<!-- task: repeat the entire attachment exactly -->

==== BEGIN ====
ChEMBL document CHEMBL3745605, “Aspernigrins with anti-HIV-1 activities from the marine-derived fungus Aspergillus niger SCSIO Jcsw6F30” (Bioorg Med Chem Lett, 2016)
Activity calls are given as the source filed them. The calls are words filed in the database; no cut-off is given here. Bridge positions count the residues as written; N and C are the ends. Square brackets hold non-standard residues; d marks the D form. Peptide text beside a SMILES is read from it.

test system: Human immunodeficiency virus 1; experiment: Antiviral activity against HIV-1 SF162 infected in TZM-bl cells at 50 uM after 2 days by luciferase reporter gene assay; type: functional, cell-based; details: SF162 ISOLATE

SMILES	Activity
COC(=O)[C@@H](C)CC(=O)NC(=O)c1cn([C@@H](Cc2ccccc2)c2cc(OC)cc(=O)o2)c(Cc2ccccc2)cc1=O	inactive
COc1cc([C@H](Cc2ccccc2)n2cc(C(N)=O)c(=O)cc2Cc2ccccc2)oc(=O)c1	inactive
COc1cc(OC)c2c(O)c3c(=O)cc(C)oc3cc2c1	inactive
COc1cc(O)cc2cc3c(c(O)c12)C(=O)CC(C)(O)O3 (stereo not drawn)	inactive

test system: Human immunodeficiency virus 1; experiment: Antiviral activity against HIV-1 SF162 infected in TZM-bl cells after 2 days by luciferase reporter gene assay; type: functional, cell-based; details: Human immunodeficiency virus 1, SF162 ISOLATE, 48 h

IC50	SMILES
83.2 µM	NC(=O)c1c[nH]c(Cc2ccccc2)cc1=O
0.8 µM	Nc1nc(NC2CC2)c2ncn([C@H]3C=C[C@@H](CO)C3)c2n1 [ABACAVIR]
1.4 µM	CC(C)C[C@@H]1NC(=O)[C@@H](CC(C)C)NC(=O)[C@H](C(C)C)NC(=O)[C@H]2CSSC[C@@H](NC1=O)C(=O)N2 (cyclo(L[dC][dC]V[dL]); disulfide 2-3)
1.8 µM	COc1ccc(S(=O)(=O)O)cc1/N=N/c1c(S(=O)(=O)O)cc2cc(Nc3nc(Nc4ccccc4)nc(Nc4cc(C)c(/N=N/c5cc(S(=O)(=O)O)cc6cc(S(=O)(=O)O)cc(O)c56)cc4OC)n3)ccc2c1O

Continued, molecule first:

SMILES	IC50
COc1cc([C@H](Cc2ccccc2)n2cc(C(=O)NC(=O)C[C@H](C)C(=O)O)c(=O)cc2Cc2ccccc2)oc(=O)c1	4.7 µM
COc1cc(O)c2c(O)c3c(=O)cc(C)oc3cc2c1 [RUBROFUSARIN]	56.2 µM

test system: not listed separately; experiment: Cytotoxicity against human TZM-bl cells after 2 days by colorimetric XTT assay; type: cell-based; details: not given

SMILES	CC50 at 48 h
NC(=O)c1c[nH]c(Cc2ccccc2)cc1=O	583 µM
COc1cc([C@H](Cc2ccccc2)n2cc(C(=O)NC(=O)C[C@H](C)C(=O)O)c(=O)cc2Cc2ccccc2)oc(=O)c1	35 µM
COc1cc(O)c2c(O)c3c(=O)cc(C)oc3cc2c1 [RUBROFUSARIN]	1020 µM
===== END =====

ChEMBL document CHEMBL3745605, “Aspernigrins with anti-HIV-1 activities from the marine-derived fungus Aspergillus niger SCSIO Jcsw6F30” (Bioorg Med Chem Lett, 2016)
Activity calls are given as the source filed them. The calls are words filed in the database; no cut-off is given here. Bridge positions count the residues as written; N and C are the ends. Square brackets hold non-standard residues; d marks the D form. Peptide text beside a SMILES is read from it.

test system: Human immunodeficiency virus 1; experiment: Antiviral activity against HIV-1 SF162 infected in TZM-bl cells at 50 uM after 2 days by luciferase reporter gene assay; type: functional, cell-based; details: SF162 ISOLATE

SMILES	Activity
COC(=O)[C@@H](C)CC(=O)NC(=O)c1cn([C@@H](Cc2ccccc2)c2cc(OC)cc(=O)o2)c(Cc2ccccc2)cc1=O	inactive
COc1cc([C@H](Cc2ccccc2)n2cc(C(N)=O)c(=O)cc2Cc2ccccc2)oc(=O)c1	inactive
COc1cc(OC)c2c(O)c3c(=O)cc(C)oc3cc2c1	inactive
COc1cc(O)cc2cc3c(c(O)c12)C(=O)CC(C)(O)O3 (stereo not drawn)	inactive

test system: Human immunodeficiency virus 1; experiment: Antiviral activity against HIV-1 SF162 infected in TZM-bl cells after 2 days by luciferase reporter gene assay; type: functional, cell-based; details: Human immunodeficiency virus 1, SF162 ISOLATE, 48 h

IC50	SMILES
83.2 µM	NC(=O)c1c[nH]c(Cc2ccccc2)cc1=O
0.8 µM	Nc1nc(NC2CC2)c2ncn([C@H]3C=C[C@@H](CO)C3)c2n1 [ABACAVIR]
1.4 µM	CC(C)C[C@@H]1NC(=O)[C@@H](CC(C)C)NC(=O)[C@H](C(C)C)NC(=O)[C@H]2CSSC[C@@H](NC1=O)C(=O)N2 (cyclo(L[dC][dC]V[dL]); disulfide 2-3)
1.8 µM	COc1ccc(S(=O)(=O)O)cc1/N=N/c1c(S(=O)(=O)O)cc2cc(Nc3nc(Nc4ccccc4)nc(Nc4cc(C)c(/N=N/c5cc(S(=O)(=O)O)cc6cc(S(=O)(=O)O)cc(O)c56)cc4OC)n3)ccc2c1O

Continued, molecule first:

SMILES	IC50
COc1cc([C@H](Cc2ccccc2)n2cc(C(=O)NC(=O)C[C@H](C)C(=O)O)c(=O)cc2Cc2ccccc2)oc(=O)c1	4.7 µM
COc1cc(O)c2c(O)c3c(=O)cc(C)oc3cc2c1 [RUBROFUSARIN]	56.2 µM

test system: not listed separately; experiment: Cytotoxicity against human TZM-bl cells after 2 days by colorimetric XTT assay; type: cell-based; details: not given

SMILES	CC50 at 48 h
NC(=O)c1c[nH]c(Cc2ccccc2)cc1=O	583 µM
COc1cc([C@H](Cc2ccccc2)n2cc(C(=O)NC(=O)C[C@H](C)C(=O)O)c(=O)cc2Cc2ccccc2)oc(=O)c1	35 µM
COc1cc(O)c2c(O)c3c(=O)cc(C)oc3cc2c1 [RUBROFUSARIN]	1020 µM